This view is looking downstream from an RV site that is a couple to the right of ours as you were looking at the previous photo. I think this shows the general lay of the land pretty well and a bit broader view of the river. The elevation of Leavenworth is 1200 feet so it isn't way up in the mountains although it does look to be when you see them all around you.
Our first morning there I got up, turned on the furnace to bring up the temp inside to a more comfortable level and started the coffee pot. Electric heat turned was off as I always do while the coffee pot is brewing. This was just after 6am, about our usual time to get up. At about 6:20, while watching the news on TV (cable in the park) and enjoying a cup of coffee, all our power went off. The only things we had running were the fridge on electric power, the coffee pot but it was finished brewing so just keeping the hot plate hot, and the TV. I may have turned the electric heater back on but it would have been just idling as the propane furnace made quick work of bringing the inside temp up from 56 to 68.
I went outside to check the electrical breaker at our campsite post but it had not tripped. Next I checked the inside breakers in the rig but the only one that could have turned everything off was the main and it had not tripped. I looked around but the campers on each side of us were not yet up. However, the lights were on on the porch of the clubhouse, just behind our campsite. We listened to the radio running on our small inverter, drank our coffee and got ready to leave. In town, we had a wonderful breakfast at Sandy's Waffle Haus (remember this is a pretend Bavarian town and that is the way they spell it) and when back to the campground, I hunted up the guy who maintains the place. He said they had every campsite double fused and reset the breaker that had tripped. It was inside a locked box on the side of the clubhouse behind us.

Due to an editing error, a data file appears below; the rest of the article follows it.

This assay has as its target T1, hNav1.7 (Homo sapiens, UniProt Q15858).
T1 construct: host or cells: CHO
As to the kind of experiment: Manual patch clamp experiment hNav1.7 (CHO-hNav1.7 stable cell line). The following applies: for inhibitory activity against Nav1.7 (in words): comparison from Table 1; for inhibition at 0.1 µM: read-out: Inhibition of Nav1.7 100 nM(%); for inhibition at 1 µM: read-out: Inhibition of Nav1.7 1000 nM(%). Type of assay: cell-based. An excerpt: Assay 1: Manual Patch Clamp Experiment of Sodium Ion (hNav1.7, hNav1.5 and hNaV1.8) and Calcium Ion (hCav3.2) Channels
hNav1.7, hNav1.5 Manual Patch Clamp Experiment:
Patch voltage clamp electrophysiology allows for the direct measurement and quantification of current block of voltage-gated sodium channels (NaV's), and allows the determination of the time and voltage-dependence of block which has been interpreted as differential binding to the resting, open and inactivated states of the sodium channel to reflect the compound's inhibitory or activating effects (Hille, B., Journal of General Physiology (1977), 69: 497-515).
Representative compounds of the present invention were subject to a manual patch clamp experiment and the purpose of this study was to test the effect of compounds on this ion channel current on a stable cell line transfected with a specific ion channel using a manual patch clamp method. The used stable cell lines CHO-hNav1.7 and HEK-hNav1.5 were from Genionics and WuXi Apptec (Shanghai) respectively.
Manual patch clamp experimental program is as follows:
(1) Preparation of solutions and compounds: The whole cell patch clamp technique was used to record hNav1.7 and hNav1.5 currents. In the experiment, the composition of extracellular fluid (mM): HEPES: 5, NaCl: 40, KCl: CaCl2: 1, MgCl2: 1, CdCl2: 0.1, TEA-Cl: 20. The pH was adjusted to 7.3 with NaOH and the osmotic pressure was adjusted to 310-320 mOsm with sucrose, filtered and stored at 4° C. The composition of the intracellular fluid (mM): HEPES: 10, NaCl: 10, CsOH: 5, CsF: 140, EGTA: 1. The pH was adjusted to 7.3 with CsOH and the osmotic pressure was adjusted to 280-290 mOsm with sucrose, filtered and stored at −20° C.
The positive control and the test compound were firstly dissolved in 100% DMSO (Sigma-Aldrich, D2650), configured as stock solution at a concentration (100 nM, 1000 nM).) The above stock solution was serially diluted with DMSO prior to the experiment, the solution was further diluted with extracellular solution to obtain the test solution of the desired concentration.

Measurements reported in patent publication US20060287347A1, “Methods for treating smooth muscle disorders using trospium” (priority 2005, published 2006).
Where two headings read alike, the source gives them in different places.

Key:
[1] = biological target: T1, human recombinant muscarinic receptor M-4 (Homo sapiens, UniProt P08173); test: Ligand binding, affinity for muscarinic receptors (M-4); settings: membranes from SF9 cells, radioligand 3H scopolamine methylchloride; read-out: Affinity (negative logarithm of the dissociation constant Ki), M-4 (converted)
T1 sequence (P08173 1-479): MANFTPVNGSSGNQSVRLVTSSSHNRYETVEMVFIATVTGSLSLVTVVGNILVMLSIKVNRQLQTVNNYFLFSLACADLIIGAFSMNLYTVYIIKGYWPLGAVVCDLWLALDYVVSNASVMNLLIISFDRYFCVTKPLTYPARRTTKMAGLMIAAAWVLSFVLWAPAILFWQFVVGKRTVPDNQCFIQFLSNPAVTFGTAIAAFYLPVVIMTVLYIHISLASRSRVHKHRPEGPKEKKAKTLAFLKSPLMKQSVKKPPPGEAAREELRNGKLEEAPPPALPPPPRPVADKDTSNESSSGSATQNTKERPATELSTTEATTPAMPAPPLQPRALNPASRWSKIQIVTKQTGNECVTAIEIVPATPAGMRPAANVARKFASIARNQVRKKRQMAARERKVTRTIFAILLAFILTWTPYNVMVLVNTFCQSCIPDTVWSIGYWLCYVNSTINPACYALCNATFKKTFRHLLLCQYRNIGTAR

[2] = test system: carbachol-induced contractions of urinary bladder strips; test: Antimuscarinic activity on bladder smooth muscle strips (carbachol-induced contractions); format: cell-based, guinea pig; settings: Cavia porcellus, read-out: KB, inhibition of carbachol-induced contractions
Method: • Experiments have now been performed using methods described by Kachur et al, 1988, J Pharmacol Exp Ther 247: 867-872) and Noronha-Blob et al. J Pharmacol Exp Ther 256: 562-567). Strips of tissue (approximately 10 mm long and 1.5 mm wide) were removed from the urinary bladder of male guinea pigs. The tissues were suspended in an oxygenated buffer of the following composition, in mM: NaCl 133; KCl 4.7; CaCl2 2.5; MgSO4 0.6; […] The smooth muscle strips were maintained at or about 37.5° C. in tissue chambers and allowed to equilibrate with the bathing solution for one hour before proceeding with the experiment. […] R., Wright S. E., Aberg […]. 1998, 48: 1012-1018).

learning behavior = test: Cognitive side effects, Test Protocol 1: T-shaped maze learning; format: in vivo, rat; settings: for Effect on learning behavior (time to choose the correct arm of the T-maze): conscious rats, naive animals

Here is that clubhouse and you can see the large breaker box on the side of the building. We hoped that would solve our problem. We went back to town, did our usual shopping, managing to only buy one thing each. But we did enjoy a lunch at what is probably our favorite restaurant there, Cafe Christa and even went back later in the afternoon to share a decadent Kahlua chocolate mousse cake like thing. Pat knows the name of it but she isn't here right now so I can ask. But it was VERY good! We also had mochas at Starbucks.